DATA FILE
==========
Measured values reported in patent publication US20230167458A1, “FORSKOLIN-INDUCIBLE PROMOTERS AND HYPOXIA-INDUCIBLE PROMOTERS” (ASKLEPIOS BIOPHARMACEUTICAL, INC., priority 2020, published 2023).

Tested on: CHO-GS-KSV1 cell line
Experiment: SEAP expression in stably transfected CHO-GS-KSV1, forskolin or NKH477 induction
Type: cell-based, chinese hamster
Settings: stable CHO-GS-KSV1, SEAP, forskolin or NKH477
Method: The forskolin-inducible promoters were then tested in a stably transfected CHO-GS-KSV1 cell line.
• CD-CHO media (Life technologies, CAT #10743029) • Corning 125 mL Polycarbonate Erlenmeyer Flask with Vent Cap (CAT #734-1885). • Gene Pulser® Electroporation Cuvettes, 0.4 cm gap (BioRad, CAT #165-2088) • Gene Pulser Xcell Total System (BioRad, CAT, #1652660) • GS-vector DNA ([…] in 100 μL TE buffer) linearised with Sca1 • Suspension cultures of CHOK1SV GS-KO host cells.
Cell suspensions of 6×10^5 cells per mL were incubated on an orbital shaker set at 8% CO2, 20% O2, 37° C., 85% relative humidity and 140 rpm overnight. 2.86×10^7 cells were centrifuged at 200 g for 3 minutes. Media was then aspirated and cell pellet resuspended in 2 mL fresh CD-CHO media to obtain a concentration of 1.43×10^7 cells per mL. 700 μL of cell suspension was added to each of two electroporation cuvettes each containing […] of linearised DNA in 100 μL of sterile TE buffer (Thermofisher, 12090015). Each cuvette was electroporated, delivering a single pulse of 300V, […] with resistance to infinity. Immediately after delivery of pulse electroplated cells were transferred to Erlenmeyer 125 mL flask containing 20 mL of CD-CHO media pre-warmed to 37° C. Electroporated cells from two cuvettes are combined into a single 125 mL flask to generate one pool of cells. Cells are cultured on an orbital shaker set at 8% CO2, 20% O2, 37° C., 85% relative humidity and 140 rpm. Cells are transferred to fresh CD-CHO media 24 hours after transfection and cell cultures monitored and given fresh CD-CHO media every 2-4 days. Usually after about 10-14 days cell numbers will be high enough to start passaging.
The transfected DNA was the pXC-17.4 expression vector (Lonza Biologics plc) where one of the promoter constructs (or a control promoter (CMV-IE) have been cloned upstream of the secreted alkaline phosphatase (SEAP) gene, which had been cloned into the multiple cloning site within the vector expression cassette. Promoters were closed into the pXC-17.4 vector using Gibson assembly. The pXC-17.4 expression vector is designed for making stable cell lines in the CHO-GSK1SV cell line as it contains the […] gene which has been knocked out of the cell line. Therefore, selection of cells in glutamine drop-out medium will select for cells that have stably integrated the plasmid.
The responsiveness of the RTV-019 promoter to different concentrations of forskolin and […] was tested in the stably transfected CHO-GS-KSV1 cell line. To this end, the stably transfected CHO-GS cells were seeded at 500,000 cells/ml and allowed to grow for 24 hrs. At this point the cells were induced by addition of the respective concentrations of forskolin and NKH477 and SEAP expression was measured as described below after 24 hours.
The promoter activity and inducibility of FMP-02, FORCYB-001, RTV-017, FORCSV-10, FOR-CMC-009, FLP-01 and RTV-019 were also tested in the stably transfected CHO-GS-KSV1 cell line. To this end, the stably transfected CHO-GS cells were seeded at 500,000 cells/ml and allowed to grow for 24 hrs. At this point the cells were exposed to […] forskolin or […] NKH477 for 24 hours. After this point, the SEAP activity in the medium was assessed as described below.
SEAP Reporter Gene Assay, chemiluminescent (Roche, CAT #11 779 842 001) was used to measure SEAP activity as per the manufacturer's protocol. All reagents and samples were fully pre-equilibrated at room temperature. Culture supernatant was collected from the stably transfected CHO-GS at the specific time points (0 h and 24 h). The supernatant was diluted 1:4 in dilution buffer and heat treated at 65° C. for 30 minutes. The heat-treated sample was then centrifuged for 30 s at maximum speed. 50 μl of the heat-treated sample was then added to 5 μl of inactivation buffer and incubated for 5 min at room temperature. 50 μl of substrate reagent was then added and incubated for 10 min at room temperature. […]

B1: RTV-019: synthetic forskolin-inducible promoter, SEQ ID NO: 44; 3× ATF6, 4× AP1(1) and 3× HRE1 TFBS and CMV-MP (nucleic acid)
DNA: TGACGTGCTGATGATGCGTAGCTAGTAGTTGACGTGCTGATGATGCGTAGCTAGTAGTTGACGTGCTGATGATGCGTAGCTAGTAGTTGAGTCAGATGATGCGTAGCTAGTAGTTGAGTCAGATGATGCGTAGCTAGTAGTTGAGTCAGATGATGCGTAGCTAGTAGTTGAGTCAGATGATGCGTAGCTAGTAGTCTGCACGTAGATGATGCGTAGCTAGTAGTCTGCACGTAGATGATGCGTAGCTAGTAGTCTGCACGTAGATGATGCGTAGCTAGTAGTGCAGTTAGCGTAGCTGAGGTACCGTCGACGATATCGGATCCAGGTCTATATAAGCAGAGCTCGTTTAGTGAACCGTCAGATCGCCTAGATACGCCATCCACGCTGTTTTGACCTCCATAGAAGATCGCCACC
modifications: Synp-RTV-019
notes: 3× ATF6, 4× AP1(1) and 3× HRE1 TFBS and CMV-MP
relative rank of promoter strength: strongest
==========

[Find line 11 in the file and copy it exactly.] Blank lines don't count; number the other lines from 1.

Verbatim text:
The promoter activity and inducibility of FMP-02, FORCYB-001, RTV-017, FORCSV-10, FOR-CMC-009, FLP-01 and RTV-019 were also tested in the stably transfected CHO-GS-KSV1 cell line. To this end, the stably transfected CHO-GS cells were seeded at 500,000 cells/ml and allowed to grow for 24 hrs. At this point the cells were exposed to […] forskolin or […] NKH477 for 24 hours. After this point, the SEAP activity in the medium was assessed as described below.